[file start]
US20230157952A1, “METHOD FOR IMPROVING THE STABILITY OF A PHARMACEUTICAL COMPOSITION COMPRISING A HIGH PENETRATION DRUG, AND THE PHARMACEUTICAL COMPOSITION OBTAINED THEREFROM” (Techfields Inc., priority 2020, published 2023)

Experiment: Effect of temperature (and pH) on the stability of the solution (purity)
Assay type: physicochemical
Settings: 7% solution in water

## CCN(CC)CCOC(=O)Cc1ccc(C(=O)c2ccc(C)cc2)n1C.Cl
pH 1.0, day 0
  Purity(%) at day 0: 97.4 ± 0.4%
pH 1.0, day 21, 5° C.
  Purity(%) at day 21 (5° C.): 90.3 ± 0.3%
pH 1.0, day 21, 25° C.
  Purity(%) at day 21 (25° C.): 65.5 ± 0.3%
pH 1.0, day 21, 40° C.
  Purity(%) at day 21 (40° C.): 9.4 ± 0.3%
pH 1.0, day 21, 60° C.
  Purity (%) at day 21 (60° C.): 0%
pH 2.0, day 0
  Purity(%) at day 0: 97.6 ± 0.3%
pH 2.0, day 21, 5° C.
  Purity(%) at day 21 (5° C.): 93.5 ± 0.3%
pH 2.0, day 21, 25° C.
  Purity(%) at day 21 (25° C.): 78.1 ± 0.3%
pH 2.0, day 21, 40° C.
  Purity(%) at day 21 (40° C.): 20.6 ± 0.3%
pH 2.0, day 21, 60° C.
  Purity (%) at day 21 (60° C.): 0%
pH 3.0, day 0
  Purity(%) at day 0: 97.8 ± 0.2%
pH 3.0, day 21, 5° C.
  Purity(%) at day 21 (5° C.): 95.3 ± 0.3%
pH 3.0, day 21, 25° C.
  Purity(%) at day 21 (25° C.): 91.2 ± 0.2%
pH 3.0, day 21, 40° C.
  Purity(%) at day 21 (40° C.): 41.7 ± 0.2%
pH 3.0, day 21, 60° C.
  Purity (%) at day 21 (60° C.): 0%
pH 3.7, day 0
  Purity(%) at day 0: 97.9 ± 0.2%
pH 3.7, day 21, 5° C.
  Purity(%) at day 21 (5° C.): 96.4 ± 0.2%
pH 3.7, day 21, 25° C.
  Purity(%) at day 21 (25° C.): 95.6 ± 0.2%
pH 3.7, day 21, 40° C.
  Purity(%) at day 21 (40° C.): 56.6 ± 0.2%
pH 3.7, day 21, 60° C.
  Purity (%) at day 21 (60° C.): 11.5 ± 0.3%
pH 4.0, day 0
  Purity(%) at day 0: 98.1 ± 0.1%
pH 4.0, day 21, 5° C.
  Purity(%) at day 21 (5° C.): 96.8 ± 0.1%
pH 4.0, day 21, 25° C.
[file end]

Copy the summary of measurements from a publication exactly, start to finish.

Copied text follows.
US20230157952A1, “METHOD FOR IMPROVING THE STABILITY OF A PHARMACEUTICAL COMPOSITION COMPRISING A HIGH PENETRATION DRUG, AND THE PHARMACEUTICAL COMPOSITION OBTAINED THEREFROM” (Techfields Inc., priority 2020, published 2023)

Experiment: Effect of temperature (and pH) on the stability of the solution (purity)
Assay type: physicochemical
Settings: 7% solution in water

## CCN(CC)CCOC(=O)Cc1ccc(C(=O)c2ccc(C)cc2)n1C.Cl
pH 1.0, day 0
  Purity(%) at day 0: 97.4 ± 0.4%
pH 1.0, day 21, 5° C.
  Purity(%) at day 21 (5° C.): 90.3 ± 0.3%
pH 1.0, day 21, 25° C.
  Purity(%) at day 21 (25° C.): 65.5 ± 0.3%
pH 1.0, day 21, 40° C.
  Purity(%) at day 21 (40° C.): 9.4 ± 0.3%
pH 1.0, day 21, 60° C.
  Purity (%) at day 21 (60° C.): 0%
pH 2.0, day 0
  Purity(%) at day 0: 97.6 ± 0.3%
pH 2.0, day 21, 5° C.
  Purity(%) at day 21 (5° C.): 93.5 ± 0.3%
pH 2.0, day 21, 25° C.
  Purity(%) at day 21 (25° C.): 78.1 ± 0.3%
pH 2.0, day 21, 40° C.
  Purity(%) at day 21 (40° C.): 20.6 ± 0.3%
pH 2.0, day 21, 60° C.
  Purity (%) at day 21 (60° C.): 0%
pH 3.0, day 0
  Purity(%) at day 0: 97.8 ± 0.2%
pH 3.0, day 21, 5° C.
  Purity(%) at day 21 (5° C.): 95.3 ± 0.3%
pH 3.0, day 21, 25° C.
  Purity(%) at day 21 (25° C.): 91.2 ± 0.2%
pH 3.0, day 21, 40° C.
  Purity(%) at day 21 (40° C.): 41.7 ± 0.2%
pH 3.0, day 21, 60° C.
  Purity (%) at day 21 (60° C.): 0%
pH 3.7, day 0
  Purity(%) at day 0: 97.9 ± 0.2%
pH 3.7, day 21, 5° C.
  Purity(%) at day 21 (5° C.): 96.4 ± 0.2%
pH 3.7, day 21, 25° C.
  Purity(%) at day 21 (25° C.): 95.6 ± 0.2%
pH 3.7, day 21, 40° C.
  Purity(%) at day 21 (40° C.): 56.6 ± 0.2%
pH 3.7, day 21, 60° C.
  Purity (%) at day 21 (60° C.): 11.5 ± 0.3%
pH 4.0, day 0
  Purity(%) at day 0: 98.1 ± 0.1%
pH 4.0, day 21, 5° C.
  Purity(%) at day 21 (5° C.): 96.8 ± 0.1%
pH 4.0, day 21, 25° C.